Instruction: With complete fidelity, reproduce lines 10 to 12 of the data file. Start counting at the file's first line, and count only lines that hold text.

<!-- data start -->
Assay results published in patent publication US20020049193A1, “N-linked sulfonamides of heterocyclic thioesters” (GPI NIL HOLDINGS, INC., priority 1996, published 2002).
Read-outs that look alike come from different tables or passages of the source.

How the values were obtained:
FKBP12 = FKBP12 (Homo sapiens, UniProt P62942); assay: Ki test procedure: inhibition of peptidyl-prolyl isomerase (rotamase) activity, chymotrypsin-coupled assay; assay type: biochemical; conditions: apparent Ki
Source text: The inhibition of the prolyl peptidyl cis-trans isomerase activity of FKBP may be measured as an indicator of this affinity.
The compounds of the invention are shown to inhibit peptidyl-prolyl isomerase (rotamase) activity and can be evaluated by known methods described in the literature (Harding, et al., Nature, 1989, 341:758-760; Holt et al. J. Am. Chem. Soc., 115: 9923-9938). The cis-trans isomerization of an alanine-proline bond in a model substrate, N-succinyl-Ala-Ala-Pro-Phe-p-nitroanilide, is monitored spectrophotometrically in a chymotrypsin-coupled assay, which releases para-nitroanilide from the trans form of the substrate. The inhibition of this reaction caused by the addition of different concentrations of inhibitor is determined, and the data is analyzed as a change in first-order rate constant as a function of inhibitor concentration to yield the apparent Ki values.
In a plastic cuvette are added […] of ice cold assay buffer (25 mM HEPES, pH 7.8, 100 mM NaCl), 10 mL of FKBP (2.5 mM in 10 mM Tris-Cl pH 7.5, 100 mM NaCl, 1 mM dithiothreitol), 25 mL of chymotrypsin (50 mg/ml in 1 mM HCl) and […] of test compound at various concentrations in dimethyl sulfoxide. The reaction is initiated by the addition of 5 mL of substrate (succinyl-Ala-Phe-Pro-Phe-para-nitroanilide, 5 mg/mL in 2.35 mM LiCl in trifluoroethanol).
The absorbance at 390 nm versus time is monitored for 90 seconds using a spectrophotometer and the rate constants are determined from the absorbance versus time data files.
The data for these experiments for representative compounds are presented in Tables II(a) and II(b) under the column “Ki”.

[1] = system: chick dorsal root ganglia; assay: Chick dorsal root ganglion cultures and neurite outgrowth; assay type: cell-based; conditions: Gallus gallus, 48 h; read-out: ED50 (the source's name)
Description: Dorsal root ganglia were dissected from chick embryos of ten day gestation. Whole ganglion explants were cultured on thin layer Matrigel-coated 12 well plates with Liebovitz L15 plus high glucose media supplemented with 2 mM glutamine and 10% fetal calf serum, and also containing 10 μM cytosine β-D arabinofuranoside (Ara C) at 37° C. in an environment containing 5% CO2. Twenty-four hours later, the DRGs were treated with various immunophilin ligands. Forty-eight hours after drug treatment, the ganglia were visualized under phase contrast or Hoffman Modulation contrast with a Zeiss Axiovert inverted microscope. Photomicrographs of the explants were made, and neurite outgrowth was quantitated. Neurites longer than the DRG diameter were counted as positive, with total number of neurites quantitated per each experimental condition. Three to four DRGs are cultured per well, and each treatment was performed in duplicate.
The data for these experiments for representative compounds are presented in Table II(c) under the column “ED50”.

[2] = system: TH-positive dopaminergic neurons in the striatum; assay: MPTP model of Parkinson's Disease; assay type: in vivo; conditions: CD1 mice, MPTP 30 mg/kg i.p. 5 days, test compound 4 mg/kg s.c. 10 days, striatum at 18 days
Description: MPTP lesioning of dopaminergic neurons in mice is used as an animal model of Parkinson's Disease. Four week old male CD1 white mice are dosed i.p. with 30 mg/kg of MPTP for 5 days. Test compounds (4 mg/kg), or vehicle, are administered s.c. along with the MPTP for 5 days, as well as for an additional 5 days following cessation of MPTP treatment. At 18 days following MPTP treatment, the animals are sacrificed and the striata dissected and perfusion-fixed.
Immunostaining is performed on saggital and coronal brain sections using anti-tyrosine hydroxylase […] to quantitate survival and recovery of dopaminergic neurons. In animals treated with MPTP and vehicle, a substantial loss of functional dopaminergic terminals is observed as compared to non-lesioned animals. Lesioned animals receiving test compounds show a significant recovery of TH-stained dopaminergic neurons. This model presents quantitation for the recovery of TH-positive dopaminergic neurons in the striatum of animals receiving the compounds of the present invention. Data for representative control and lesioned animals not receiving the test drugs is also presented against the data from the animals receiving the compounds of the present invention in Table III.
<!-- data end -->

[1] = system: chick dorsal root ganglia; assay: Chick dorsal root ganglion cultures and neurite outgrowth; assay type: cell-based; conditions: Gallus gallus, 48 h; read-out: ED50 (the source's name)
Description: Dorsal root ganglia were dissected from chick embryos of ten day gestation. Whole ganglion explants were cultured on thin layer Matrigel-coated 12 well plates with Liebovitz L15 plus high glucose media supplemented with 2 mM glutamine and 10% fetal calf serum, and also containing 10 μM cytosine β-D arabinofuranoside (Ara C) at 37° C. in an environment containing 5% CO2. Twenty-four hours later, the DRGs were treated with various immunophilin ligands. Forty-eight hours after drug treatment, the ganglia were visualized under phase contrast or Hoffman Modulation contrast with a Zeiss Axiovert inverted microscope. Photomicrographs of the explants were made, and neurite outgrowth was quantitated. Neurites longer than the DRG diameter were counted as positive, with total number of neurites quantitated per each experimental condition. Three to four DRGs are cultured per well, and each treatment was performed in duplicate.
The data for these experiments for representative compounds are presented in Table II(c) under the column “ED50”.